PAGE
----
With the preponderant place of the smartphone in our life, the various notifications of applications are often singled out as a source of disturbance, hampering our productivity and even our social life. However, a recent study tends to show that they ultimately do not have much to do with it.
For several years, Google and Apple have been trying to rethink the notification system of their mobile system. While not so long ago this pane featured a continuous thread of alerts, these notifications are now better organized. With Android 11, Google highlights those emanating from messaging and likely to be more important. The user also has the possibility of more finely controlling these alerts in order to deactivate those which he considers unnecessary.
All these efforts are aimed at reducing the notion of digital bondage which is reflected in some studies. These applications would try to capture our presence more and more and the smartphone would end up becoming a disruptive element, both at work and in social life.
The grip is such that Google and Apple had to implement features aimed at analyzing our screen time. Some manufacturers, such as OnePlus, have even introduced a Zen mode to help us log out.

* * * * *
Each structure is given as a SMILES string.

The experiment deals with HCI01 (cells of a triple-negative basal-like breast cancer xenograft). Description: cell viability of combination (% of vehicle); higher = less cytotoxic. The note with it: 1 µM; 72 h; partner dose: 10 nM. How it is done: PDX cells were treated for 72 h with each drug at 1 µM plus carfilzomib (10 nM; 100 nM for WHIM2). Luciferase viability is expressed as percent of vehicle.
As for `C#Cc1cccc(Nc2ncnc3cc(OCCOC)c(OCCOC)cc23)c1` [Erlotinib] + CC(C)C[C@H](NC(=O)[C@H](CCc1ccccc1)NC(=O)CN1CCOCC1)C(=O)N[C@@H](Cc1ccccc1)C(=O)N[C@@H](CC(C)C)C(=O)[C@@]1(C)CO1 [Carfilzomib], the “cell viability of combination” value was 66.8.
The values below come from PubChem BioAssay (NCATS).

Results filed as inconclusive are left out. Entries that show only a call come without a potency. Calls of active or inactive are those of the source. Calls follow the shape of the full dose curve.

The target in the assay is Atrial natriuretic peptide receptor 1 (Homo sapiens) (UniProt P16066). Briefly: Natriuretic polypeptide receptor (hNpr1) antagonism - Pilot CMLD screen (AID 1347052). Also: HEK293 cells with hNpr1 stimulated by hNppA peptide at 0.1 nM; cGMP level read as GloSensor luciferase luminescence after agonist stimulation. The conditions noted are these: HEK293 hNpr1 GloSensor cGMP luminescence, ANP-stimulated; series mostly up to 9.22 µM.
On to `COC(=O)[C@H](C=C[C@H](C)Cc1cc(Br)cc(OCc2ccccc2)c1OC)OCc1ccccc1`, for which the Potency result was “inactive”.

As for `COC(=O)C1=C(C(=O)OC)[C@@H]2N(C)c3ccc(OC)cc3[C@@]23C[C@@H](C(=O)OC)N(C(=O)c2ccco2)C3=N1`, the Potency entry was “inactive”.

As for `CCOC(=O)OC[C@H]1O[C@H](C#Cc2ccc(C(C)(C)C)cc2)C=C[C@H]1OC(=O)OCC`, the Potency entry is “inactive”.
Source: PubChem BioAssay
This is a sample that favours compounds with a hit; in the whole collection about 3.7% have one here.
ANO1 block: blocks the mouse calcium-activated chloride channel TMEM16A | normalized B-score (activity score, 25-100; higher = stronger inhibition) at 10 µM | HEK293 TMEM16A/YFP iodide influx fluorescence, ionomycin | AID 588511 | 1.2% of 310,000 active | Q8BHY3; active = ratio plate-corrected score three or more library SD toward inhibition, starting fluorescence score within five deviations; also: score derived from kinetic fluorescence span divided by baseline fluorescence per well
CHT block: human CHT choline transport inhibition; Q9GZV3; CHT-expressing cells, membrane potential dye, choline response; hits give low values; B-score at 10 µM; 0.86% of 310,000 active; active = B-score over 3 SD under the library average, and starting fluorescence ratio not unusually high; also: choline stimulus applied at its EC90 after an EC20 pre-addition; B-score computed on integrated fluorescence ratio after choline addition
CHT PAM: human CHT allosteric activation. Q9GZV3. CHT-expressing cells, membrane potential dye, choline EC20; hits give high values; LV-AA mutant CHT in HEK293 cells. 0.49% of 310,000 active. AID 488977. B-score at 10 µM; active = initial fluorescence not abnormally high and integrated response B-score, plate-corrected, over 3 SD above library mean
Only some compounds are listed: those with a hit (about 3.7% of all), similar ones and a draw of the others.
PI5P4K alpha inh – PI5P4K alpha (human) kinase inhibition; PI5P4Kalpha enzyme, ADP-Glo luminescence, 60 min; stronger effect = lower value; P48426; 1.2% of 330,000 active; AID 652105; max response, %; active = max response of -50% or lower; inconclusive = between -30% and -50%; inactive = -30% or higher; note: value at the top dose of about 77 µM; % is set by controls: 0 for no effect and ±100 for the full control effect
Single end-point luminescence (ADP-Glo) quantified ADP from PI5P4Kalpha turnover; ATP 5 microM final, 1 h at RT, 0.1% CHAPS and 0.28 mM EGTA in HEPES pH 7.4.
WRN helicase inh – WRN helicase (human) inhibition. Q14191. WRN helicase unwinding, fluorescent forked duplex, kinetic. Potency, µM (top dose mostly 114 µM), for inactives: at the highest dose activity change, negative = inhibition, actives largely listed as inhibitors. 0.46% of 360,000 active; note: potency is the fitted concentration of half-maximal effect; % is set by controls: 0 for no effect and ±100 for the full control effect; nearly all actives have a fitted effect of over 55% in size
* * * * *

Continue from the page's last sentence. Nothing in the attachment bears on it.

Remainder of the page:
Notifications wrongly accused?
A recent study shows, however, that the heart of the problem is ultimately not our smartphone and its notifications, but rather us. The latter was carried out by the Department of Psychological and Behavioral Sciences at the London School of Economics and Political Sciences.
The authors of this report claim that notifications are only responsible for 11% of our interactions with our smartphone. In 89% of cases, it would be the user himself who would unlock the device. They then state:
“The disruptive aspect that we associate with smartphones is not mainly related to external notifications, but to an overwhelming urge among users to interact with their phones and which almost seems to translate automatically, a bit like when ‘a smoker lights a cigarette’.
An extremely limited study
To observe user behavior, the researchers equipped participants with small cameras. The average age is 25 years. The subjects were located in the United Kingdom, France and Germany.
However, it is important to note that only 37 people took part in this study. Suffice to say that it is very little to offer a representative sample of the uses of each.
In total, 200 hours of video were sifted through with 1130 interactions. Each one lasted an average of 64 seconds, and in more than half of the cases, the participant had put their phone down after 23 seconds. On average, less than 5 minutes elapsed between each manipulation.
In 22% of cases, participants checked the arrival of new messages on WhatsApp. 17% of interactions involved tapping the lock screen to check for alerts. In third place, we find Instagram (16%) ahead of Facebook and Messenger (13%).